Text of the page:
ABB (ABB) $ 17.87 Canadian Solar (CSIQ) $ 18.77 Capstone Turbine (CPST) $ 0.24 Chipotle Mexican Grill (CMG) $ 724.45 Daqo New Energy (DQ) $ 17.83 First Solar (FSLR) $ 45.46 General Electric (GE) $ 25.47 Hannon Armstrong (HASI) $ 17.17 Hanwha SolarOne (HSOL) $ 1.10 iPatch DJ-UBS Coffee (JO) $ 20.19 iPath Pure Beta Coffee (CAFE) $ 13.96 JA Solar (JASO) $ 8.38 Maxwell Technologies (MXWL) $ 5.70 NRG, Inc. (NRG) $ 14.87 NRG Yield, Inc. (NYLD) $ 12.93 Ormat (ORA) $ 35.42 Pattern Energy Group (PEGI) $ 20.17 SolarCity (SCTY) $ 46.38 SunEdison (SUNE) $ 8.27 SunPower (SPWR) $ 21.52 TerraForm Power (TERP) $ 17.26 Tesla (TSLA) $ 247.57 TransAlta Renewables (RNW) $ 11.34 Trina Solar (TSL) $ 9.54 U.S. Geothermal (HTM) $ 0.63 Whole Foods Market (WFM) $ 33.92 Yingli Green Energy (YGE) $ 0.42

Water Pollution Monitoring Update

New Robotic Fish Detects Pollution in Seconds

Written by Sam Schrader
Posted May 23, 2012

As reported in Reuters, a robotic “fish” that helps monitor pollution levels in the ocean is having its first sea-based test run in the Spanish port Gijon.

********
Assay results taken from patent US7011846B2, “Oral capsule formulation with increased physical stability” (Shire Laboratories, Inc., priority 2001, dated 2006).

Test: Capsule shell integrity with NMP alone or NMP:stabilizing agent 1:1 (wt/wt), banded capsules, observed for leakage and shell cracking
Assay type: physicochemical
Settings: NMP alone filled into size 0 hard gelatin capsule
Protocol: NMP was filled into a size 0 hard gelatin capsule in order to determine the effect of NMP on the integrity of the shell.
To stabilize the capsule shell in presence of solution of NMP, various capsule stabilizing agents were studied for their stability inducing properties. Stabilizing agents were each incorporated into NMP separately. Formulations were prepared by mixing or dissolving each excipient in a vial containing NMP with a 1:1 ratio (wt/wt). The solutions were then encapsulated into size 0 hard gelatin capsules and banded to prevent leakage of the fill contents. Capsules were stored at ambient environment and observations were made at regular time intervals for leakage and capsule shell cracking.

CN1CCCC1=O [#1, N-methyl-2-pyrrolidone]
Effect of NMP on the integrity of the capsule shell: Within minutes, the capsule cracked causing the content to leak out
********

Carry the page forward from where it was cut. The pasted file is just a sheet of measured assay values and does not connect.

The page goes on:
While the fish may look a bit like something from “Terminator” the technology isn’t nearly as frightening. If the fish works, it will detect specific types of pollution in seconds rather than weeks.

Currently, the fish are 5 feet long and cost around $31,600. In addition to being designed to swim like real fish, the entire body is outfitted with sensors that can detect pollutants leaking from ships or pipelines.

“Chemical sensors fitted to the fish permit real-time, in-situ analysis, rather than the current method of sample collection and dispatch to a shore based laboratory,” said Luke Speller, a scientist at BMT Group, the consultancy firm that led the project. Additionally, these fish are able to avoid obstacles, communicate with each other and know when to return to base when their eight-hour battery is low.

The development of the fish was partly funded by the EU and used technological expertise from institutions such as the University of Essex, University of Strathclyde, Ireland’s Tyndall National Institute and a division of Europe’s largest defense electronics group Thales.

The makers also say that they could make other types of robotic fish that could aid in oil spill clean up, underwater security, diver monitoring or search-and-rescue missio

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